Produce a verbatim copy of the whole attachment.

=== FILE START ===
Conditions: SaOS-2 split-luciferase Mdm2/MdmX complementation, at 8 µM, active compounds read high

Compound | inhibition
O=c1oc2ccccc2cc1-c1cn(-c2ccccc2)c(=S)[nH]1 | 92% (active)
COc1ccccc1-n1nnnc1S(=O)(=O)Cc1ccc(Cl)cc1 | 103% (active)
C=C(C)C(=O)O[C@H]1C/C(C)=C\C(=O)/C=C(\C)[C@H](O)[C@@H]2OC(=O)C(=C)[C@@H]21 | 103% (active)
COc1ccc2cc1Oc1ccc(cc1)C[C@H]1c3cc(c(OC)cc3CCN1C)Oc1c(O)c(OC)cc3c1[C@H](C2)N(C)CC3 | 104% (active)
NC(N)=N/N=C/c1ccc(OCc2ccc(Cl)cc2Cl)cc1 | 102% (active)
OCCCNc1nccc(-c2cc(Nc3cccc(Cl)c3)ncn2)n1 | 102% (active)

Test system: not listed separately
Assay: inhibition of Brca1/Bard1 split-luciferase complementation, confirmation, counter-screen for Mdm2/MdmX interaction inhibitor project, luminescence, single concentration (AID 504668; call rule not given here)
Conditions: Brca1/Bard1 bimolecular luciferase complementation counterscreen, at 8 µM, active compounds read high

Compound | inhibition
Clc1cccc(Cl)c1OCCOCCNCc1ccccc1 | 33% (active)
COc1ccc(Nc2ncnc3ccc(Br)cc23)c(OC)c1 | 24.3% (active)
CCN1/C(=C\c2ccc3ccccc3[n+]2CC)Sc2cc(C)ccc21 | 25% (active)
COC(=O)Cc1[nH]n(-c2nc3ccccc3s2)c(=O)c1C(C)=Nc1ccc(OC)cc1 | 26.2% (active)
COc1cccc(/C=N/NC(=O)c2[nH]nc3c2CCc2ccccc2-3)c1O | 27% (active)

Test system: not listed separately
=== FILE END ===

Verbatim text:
Conditions: SaOS-2 split-luciferase Mdm2/MdmX complementation, at 8 µM, active compounds read high

Compound | inhibition
O=c1oc2ccccc2cc1-c1cn(-c2ccccc2)c(=S)[nH]1 | 92% (active)
COc1ccccc1-n1nnnc1S(=O)(=O)Cc1ccc(Cl)cc1 | 103% (active)
C=C(C)C(=O)O[C@H]1C/C(C)=C\C(=O)/C=C(\C)[C@H](O)[C@@H]2OC(=O)C(=C)[C@@H]21 | 103% (active)
COc1ccc2cc1Oc1ccc(cc1)C[C@H]1c3cc(c(OC)cc3CCN1C)Oc1c(O)c(OC)cc3c1[C@H](C2)N(C)CC3 | 104% (active)
NC(N)=N/N=C/c1ccc(OCc2ccc(Cl)cc2Cl)cc1 | 102% (active)
OCCCNc1nccc(-c2cc(Nc3cccc(Cl)c3)ncn2)n1 | 102% (active)

Test system: not listed separately
Assay: inhibition of Brca1/Bard1 split-luciferase complementation, confirmation, counter-screen for Mdm2/MdmX interaction inhibitor project, luminescence, single concentration (AID 504668; call rule not given here)
Conditions: Brca1/Bard1 bimolecular luciferase complementation counterscreen, at 8 µM, active compounds read high

Compound | inhibition
Clc1cccc(Cl)c1OCCOCCNCc1ccccc1 | 33% (active)
COc1ccc(Nc2ncnc3ccc(Br)cc23)c(OC)c1 | 24.3% (active)
CCN1/C(=C\c2ccc3ccccc3[n+]2CC)Sc2cc(C)ccc21 | 25% (active)
COC(=O)Cc1[nH]n(-c2nc3ccccc3s2)c(=O)c1C(C)=Nc1ccc(OC)cc1 | 26.2% (active)
COc1cccc(/C=N/NC(=O)c2[nH]nc3c2CCc2ccccc2-3)c1O | 27% (active)

Test system: not listed separately